In an unexpected turnabout, Kenya's religious leaders have been invited by government and opposition politicians and a civil lobby group to facilitate reform prior to elections this fall.

The government of President Daniel arap Moi and the mainline churches in particular have been at odds for years, with ruling party officials charging that Christian leaders side too closely with the opposition.

Moi initially refused to allow reform discussions, but he changed his mind after the International Monetary Fund suspended a $200 million loan to the country in the wake of violent protests.

"We have seen it as very positive, because nobody ever dreamed it would happen," says Martha Mbugguss, spokesperson for the ecumenical National Council of Churches of Kenya (NCCK).

"There are a lot of logistical things to be dealt with, but all the same it was a very powerful indicator to Kenyans that there is hope."

PRE-ELECTION VIOLENCE: In the past several weeks, a group of mostly Christian religious leaders has met with Moi, 73, several times to discuss setting up a working dialogue on constitutional reform. Moi, who has been in power for 19 years, is coming under increasing criticism by those who suggest that militant members of his ruling Kenyan African National Union (KANU) party are fomenting violence in the coastal region near Mombasa before voting.

In August, KANU members apparently encouraged gunmen from coconut plantations to attack displaced refugees who had gone to seek sanctuary in a Catholic church in Likoni, south of Mombasa. The refugees are mainly from the country's interior and do not support the ruling party. About 40 people were killed in August on Kenya's coast.

The violence has disrupted Kenya's tourism, the country's second-largest industry. Mombasa is the primary port leading to Kenya's coastal resorts.

The turmoil this year is similar to ethnic and political violence that rocked Kenya's Rift Valley region in 1992 when Moi authorized Kenya's first multiparty elections since taking office. About 1,500 people were killed, and 350,000 people had to flee their homes in the mayhem five years ago.

CRISIS MODE: Commentators suggest that Kenya is reaching a crisis situation and that the church must play its part in finding a solution.

An editorial in the local Daily Nation warned, however, that the parties to the reform talks think the religious leaders have their own agenda. "KANU has always been suspicious of the intentions of the National Council of Churches of Kenya, for example, while the Opposition and the [civic] National Convention Executive Committee (NCEC) think the religious leaders support their cause. Yet they must mediate among KANU, the opposition, and the NCEC," the paper said.

Mbugguss says every Kenyan has been affected by the political crisis, in which dozens have been killed. Workers stay away from offices, and children are being kept out of schools. "The Christians have been praying more than ever before and trusting God that this can change," Mbugguss says.

Leaders of mainline churches, such as Anglican Archbishop David Gitari and NCCK General Secretary Mutava Musyimi, have in particular been singled out by the authorities, who say they have stepped out of bounds by treading too openly in the political opposition's camp.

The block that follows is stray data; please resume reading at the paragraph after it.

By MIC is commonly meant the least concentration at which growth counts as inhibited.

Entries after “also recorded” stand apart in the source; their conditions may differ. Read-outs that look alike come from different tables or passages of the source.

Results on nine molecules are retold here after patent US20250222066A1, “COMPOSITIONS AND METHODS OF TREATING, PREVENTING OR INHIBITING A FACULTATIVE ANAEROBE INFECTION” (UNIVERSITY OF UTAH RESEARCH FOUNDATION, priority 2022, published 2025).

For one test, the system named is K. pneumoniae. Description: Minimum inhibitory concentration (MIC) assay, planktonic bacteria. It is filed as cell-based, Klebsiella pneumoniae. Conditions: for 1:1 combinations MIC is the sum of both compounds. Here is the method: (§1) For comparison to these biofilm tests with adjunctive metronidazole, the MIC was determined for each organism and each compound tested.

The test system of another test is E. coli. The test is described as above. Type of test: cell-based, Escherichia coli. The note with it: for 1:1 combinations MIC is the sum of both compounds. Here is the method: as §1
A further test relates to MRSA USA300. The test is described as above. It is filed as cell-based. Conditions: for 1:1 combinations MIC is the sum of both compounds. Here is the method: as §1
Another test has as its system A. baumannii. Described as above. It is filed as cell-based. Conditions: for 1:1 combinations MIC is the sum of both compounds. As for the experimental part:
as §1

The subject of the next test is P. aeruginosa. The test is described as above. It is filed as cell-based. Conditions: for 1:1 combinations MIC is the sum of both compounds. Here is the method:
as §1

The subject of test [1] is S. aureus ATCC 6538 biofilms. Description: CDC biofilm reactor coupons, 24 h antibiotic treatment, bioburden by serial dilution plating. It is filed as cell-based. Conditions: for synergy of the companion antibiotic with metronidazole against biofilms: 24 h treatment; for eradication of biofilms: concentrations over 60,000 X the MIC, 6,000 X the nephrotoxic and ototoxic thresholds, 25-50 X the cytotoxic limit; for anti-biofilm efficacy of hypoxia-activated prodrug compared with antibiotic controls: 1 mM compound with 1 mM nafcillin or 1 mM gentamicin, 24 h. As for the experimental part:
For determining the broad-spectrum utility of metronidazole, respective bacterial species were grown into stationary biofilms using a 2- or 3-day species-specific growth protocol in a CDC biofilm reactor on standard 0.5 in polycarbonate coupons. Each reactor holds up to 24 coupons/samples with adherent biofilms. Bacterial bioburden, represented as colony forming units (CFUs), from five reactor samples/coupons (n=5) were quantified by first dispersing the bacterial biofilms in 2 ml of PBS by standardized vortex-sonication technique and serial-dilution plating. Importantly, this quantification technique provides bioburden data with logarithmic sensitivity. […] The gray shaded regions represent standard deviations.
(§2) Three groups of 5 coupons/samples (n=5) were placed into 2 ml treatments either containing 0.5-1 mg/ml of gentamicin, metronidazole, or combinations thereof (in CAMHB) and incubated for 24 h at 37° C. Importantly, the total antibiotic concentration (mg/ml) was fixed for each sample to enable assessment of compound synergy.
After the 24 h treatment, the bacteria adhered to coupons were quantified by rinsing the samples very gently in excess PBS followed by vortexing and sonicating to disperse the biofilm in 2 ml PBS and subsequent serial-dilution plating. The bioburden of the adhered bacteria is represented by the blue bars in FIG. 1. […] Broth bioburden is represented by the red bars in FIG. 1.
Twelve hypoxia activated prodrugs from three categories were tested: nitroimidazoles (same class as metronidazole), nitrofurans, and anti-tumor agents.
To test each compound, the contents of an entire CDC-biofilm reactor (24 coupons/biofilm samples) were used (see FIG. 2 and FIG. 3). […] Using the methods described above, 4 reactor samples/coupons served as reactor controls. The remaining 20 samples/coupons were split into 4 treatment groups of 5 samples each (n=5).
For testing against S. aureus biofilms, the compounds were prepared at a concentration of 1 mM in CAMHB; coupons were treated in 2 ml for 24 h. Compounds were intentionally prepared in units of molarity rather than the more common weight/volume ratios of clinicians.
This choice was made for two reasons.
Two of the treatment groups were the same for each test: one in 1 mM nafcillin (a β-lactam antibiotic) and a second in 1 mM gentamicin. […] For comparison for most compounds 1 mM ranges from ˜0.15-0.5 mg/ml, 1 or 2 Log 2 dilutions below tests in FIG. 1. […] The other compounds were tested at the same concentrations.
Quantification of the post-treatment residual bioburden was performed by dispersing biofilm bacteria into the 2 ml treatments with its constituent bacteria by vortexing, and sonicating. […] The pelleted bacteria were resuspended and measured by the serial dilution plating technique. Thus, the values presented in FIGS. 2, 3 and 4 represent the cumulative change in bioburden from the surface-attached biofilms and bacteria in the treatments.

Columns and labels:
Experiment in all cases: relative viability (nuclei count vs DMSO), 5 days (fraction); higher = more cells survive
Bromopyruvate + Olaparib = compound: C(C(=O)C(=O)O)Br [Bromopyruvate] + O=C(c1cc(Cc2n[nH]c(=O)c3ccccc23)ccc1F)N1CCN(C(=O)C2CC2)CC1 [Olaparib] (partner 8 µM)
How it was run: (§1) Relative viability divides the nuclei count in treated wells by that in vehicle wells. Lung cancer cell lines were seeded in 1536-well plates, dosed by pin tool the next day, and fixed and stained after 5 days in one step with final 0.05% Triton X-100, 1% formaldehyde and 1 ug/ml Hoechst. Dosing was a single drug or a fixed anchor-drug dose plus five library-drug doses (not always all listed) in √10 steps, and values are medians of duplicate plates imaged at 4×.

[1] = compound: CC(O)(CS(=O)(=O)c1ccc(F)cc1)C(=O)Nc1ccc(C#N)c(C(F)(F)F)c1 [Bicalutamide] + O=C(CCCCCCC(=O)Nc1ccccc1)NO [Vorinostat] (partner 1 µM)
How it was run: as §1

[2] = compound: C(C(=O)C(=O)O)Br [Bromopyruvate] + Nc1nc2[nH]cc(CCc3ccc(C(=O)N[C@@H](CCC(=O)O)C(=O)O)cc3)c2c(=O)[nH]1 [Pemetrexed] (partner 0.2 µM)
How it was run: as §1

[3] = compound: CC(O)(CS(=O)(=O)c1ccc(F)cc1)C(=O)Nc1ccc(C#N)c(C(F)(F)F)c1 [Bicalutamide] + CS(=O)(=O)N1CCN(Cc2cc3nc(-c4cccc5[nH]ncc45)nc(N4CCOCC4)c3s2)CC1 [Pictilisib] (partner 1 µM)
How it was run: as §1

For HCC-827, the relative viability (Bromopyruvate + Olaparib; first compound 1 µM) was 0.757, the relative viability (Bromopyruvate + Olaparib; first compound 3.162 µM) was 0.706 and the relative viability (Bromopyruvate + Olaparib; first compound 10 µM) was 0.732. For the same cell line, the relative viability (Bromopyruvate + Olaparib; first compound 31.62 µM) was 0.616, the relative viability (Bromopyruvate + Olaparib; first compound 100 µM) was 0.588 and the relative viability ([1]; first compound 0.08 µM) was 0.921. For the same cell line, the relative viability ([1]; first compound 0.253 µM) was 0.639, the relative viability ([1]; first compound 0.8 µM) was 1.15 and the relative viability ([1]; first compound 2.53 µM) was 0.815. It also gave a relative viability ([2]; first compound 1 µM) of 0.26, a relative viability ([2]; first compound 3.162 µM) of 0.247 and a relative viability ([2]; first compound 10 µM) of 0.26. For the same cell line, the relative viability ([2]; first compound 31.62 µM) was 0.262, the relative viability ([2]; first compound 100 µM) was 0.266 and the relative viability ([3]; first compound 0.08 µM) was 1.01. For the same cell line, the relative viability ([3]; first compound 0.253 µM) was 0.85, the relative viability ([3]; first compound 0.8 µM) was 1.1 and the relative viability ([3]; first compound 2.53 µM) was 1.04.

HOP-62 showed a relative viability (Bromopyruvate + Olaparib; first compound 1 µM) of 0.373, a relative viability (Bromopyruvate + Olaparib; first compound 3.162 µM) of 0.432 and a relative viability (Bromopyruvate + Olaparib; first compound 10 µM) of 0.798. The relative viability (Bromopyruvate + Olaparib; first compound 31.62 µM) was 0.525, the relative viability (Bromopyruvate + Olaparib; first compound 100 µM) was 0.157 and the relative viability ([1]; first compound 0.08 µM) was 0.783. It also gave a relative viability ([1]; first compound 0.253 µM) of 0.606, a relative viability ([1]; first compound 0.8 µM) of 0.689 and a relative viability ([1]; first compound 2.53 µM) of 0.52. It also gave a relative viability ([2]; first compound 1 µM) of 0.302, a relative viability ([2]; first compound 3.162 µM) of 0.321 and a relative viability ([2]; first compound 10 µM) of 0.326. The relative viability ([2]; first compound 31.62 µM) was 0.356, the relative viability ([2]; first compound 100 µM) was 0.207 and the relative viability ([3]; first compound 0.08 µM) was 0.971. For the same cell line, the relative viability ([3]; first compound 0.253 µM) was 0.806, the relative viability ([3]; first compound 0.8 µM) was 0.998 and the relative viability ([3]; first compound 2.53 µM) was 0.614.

In August, Muslims who took part in efforts to help bring the government and opposition together on constitutional talks threatened to withdraw because Gitari, Musyimi, and other church leaders on the team of facilitators or mediators seemed to be partisan. Muslims returned after being assured that the chair of the team would be rotated.

EVANGELICAL VOICE: According to Gilbert Okoronkwo of the Nairobi-based Association of Evangelicals in Africa (AEA), evangelicals have joined in measures to facilitate constitutional talks "to make sure that the church can bring peace and order in society."

The new group of leaders, Okoronkwo says, includes evangelicals "that have not been so vocal as to side with any group." He adds, "It is supposed to be neutral—a kind of nonpartisan peace broker." Bishop Arthur Kitonga of the Redeemed Gospel Church, an AEA board member, is representing the Evangelical Fellowship of Kenya in the talks.

Okoronkwo says it is not surprising that political leaders look to the church for advice. "When the government and the politicians get in trouble, [they] will usually look up to the religious leaders for mediation of this kind."

He acknowledges that evangelicals in Kenya have traditionally been restrained on political and economic recommendations. "They feel it is not to the advantage of the church to stand out publicly speaking very openly on issues that are volatile, that can be resolved only through dialogue."

Pastor Michael Kimani of the Redeemed Gospel Church sees Christians as the logical choice to provide solutions to the strife. "The answer is not the political systems; the answer is in the church," he says. "We feel we are the ones to intervene … because the Lord has given us the responsibility."

Drawing on past experience, the NCCK's Mbugguss believes that a reluctant government will once more hear the voice of the church. "When people are in power, sometimes they don't want to give in to suggestions," she says. "I think the [church's] suggestions have been by and large appreciated."

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